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Special Mentors in My Life: the Path to Geriatrics and Dementia Care - Page 2

reason I chose to read The Citadel by A.J. Cronin. I was an avid reader, but why this particular book caught my attention is no longer part of my recollective capacity. It may very well have been one of those events that “just happened”, the book was there and it looked interesting. The result was dramatic. I suddenly thought about studying medicine rather than engineering which had been my direction. Soon after I read the book I visited a dear friend, a girl about whom I had romantic fantasies, but who looked to me as a close friend which in the absence of the alternative coming to pass I cherished. I mentioned to her my musings about medicine and she said with great certainty and passion, “You would make a much better doctor that engineer—do it”. I left her house and within about 10 minutes I pondered her statement as I arrived home where I informed my parents about my decision (which during that 10 minute walk had been finally determined). I could see that my father was pleased, but he was not a very verbally expressive person. My mother said, “Oh it is such a long time of study”, but I got the sense that she was pleased as well. At this point there were no doctors in my extended family although other than my mother all of my immediate elders despite coming from immigrant uneducated parents had finished at least undergraduate university degrees. So this would be a new venture for my extended family that ultimately produced a number of physicians—including a very close first cousin and a number of second cousins.

The decision on my part to study in Scotland was the result of spending six months traveling around Europe during my junior year at Brooklyn College, an undertaking stimulated by one of my first professors in social sciences in my first year required course. Edgar Z. Friedenberg, who beyond mesmerizing me in his classes and stimulating me to want to travel, engaged me on my return from my sojourn through Europe that eventually completely changed the direction of my life and studies, as a research assistant for one of his seminal books, the Vanishing Adolescent published a year after I left for medical school. He had such a profound influence on my thinking and the range of my intellectual interests that I felt honoured that he kept in touch with me, even arranging a couple of trips with him to overseas destinations while I was studying medicine in Dundee Scotland. He left the United States and immigrated to Canada to teach at Dalhousie University. His move to Canada mirrored a similar move I made in 1968 also for the same reason—in opposition to the Vietnam War, not as a pacifist, but because I felt the war was a terrible mistake of United States policy.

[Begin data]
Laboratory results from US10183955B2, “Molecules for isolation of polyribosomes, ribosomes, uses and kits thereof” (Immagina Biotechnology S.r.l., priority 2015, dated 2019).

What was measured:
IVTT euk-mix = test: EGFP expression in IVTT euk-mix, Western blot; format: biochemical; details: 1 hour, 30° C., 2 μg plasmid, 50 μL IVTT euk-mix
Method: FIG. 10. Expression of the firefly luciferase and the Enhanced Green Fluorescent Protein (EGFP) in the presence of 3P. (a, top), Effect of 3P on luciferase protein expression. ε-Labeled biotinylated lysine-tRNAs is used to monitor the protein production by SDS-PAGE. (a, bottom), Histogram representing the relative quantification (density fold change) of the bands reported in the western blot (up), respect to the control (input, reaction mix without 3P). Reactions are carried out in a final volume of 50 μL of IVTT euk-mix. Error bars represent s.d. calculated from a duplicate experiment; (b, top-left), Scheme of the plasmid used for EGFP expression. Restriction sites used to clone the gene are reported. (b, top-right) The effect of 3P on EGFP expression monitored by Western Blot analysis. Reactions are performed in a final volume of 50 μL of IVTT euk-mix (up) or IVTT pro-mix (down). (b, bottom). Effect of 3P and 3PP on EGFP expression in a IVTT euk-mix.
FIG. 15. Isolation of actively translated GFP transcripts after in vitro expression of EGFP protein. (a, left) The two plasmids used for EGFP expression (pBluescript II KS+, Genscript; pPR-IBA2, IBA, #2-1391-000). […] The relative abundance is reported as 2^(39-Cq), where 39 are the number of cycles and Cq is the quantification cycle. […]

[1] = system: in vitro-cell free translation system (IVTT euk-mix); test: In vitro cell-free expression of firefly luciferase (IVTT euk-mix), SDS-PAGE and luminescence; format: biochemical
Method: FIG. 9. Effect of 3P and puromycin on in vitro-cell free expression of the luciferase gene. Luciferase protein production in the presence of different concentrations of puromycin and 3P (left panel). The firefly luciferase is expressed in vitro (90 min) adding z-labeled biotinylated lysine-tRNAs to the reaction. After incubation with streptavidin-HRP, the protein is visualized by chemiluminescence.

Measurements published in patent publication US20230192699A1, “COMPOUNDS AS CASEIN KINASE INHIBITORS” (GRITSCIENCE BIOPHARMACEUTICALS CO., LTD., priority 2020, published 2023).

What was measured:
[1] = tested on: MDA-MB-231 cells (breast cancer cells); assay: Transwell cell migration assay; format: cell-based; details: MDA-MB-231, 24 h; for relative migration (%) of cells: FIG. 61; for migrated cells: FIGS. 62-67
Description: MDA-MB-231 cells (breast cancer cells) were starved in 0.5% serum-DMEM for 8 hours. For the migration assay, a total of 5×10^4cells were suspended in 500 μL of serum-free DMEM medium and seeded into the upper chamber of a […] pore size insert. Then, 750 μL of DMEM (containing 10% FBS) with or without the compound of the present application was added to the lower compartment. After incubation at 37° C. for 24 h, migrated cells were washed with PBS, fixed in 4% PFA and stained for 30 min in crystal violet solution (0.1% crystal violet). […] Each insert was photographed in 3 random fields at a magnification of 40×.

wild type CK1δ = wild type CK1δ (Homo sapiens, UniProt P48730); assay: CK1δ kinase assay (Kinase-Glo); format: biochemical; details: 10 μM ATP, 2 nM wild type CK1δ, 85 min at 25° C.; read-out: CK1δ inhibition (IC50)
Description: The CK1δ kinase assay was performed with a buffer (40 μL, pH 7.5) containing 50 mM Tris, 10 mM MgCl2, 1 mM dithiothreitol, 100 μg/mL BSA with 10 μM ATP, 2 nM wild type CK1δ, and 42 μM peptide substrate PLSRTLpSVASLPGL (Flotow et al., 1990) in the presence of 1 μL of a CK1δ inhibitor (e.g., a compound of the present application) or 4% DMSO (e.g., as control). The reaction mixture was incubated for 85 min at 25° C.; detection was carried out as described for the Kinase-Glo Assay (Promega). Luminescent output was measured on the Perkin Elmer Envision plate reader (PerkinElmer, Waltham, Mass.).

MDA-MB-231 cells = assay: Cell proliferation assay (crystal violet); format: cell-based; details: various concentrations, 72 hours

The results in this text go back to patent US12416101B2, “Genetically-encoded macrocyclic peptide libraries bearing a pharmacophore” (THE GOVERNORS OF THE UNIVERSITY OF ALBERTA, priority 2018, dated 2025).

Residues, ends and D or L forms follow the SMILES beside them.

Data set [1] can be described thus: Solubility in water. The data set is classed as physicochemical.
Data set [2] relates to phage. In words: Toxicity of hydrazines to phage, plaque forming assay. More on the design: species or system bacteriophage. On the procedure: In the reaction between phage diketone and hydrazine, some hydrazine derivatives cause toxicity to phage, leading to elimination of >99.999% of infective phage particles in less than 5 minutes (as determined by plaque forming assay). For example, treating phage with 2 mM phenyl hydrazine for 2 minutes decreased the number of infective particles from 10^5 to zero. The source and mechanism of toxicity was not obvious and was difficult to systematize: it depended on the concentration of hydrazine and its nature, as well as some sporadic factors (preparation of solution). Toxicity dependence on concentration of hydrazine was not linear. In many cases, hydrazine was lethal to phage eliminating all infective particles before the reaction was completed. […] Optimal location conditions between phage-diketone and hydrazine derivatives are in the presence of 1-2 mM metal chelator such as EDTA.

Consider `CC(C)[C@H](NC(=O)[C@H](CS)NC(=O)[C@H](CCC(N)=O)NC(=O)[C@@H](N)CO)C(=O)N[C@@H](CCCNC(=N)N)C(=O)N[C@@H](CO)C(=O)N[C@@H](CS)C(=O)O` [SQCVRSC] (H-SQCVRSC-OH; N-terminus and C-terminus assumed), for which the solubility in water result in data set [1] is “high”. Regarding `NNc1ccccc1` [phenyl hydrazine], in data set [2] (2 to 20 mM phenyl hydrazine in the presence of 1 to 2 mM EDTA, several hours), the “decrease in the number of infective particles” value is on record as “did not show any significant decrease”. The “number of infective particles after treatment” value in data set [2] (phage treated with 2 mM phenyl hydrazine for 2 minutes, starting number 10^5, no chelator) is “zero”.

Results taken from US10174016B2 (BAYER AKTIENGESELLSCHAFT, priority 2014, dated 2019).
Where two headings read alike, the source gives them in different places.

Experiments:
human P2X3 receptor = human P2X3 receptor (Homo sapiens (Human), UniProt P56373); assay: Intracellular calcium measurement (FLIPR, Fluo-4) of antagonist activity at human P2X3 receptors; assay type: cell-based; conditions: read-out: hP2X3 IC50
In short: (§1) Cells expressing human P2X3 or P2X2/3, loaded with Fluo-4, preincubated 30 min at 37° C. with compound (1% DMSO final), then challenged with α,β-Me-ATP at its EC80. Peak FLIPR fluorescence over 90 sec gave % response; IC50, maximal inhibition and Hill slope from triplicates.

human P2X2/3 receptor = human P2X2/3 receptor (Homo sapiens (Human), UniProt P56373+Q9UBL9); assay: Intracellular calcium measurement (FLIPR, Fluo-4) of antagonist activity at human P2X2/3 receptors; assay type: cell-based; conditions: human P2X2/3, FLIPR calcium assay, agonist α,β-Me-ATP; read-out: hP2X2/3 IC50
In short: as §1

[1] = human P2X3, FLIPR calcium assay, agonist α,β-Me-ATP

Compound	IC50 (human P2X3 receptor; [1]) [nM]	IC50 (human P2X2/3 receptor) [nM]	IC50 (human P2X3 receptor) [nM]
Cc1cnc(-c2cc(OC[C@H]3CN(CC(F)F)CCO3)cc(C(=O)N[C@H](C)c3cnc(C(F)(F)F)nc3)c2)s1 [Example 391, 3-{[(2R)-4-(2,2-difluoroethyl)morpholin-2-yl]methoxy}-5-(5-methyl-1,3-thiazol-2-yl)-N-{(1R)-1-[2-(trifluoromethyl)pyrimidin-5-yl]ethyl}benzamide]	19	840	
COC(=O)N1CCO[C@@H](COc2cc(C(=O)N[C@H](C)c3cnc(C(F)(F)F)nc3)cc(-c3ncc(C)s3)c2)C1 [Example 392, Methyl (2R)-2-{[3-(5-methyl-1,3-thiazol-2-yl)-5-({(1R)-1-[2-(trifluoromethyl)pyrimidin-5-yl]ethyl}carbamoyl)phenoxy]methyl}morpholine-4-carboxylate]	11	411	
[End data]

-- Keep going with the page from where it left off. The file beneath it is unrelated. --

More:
In medical school in Dundee had a number of mentors that influenced my views of medicine and my approach to the concepts of the “story” of medicine and during my post-graduate years my views of the relationship between the humanities and medicine. The renowned Sir Ian Hill, our professor of medicine taught the art of the lecture that enchants, elevates and deeply engrosses an audience into the mysteries, meanderings and miracles of medicine. His description of the famous Zermatt typhoid fever outbreak of 1963, the year after I started medical school, will never be forgotten and still acts as a model for me for the wonders of the sleuthing required of public health challenges. It was Professor William Walker, our head of Midwifery (Obstetrics